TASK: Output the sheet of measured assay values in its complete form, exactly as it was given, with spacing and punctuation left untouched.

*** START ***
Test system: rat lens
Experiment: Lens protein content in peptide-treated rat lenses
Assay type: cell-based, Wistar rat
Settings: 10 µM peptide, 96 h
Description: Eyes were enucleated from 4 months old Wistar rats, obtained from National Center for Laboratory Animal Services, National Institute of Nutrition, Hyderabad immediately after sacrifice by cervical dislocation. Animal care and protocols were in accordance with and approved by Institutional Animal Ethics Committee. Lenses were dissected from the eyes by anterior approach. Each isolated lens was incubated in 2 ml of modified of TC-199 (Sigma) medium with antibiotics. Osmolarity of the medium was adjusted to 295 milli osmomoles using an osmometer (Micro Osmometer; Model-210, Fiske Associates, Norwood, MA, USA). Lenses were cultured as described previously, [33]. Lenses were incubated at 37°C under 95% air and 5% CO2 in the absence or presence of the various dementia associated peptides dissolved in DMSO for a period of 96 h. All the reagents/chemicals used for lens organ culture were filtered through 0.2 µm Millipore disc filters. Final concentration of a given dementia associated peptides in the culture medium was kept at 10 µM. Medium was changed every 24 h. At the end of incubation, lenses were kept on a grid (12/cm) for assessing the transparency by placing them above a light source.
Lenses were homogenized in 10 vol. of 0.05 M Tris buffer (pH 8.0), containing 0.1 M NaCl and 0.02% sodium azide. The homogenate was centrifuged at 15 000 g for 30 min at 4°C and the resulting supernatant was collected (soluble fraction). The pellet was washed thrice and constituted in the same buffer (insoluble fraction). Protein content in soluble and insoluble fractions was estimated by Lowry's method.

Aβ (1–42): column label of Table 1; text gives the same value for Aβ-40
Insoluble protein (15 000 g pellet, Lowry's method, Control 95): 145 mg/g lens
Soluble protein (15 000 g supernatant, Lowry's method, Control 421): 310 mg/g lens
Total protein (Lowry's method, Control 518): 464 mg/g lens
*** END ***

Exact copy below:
Test system: rat lens
Experiment: Lens protein content in peptide-treated rat lenses
Assay type: cell-based, Wistar rat
Settings: 10 µM peptide, 96 h
Description: Eyes were enucleated from 4 months old Wistar rats, obtained from National Center for Laboratory Animal Services, National Institute of Nutrition, Hyderabad immediately after sacrifice by cervical dislocation. Animal care and protocols were in accordance with and approved by Institutional Animal Ethics Committee. Lenses were dissected from the eyes by anterior approach. Each isolated lens was incubated in 2 ml of modified of TC-199 (Sigma) medium with antibiotics. Osmolarity of the medium was adjusted to 295 milli osmomoles using an osmometer (Micro Osmometer; Model-210, Fiske Associates, Norwood, MA, USA). Lenses were cultured as described previously, [33]. Lenses were incubated at 37°C under 95% air and 5% CO2 in the absence or presence of the various dementia associated peptides dissolved in DMSO for a period of 96 h. All the reagents/chemicals used for lens organ culture were filtered through 0.2 µm Millipore disc filters. Final concentration of a given dementia associated peptides in the culture medium was kept at 10 µM. Medium was changed every 24 h. At the end of incubation, lenses were kept on a grid (12/cm) for assessing the transparency by placing them above a light source.
Lenses were homogenized in 10 vol. of 0.05 M Tris buffer (pH 8.0), containing 0.1 M NaCl and 0.02% sodium azide. The homogenate was centrifuged at 15 000 g for 30 min at 4°C and the resulting supernatant was collected (soluble fraction). The pellet was washed thrice and constituted in the same buffer (insoluble fraction). Protein content in soluble and insoluble fractions was estimated by Lowry's method.

Aβ (1–42): column label of Table 1; text gives the same value for Aβ-40
Insoluble protein (15 000 g pellet, Lowry's method, Control 95): 145 mg/g lens
Soluble protein (15 000 g supernatant, Lowry's method, Control 421): 310 mg/g lens
Total protein (Lowry's method, Control 518): 464 mg/g lens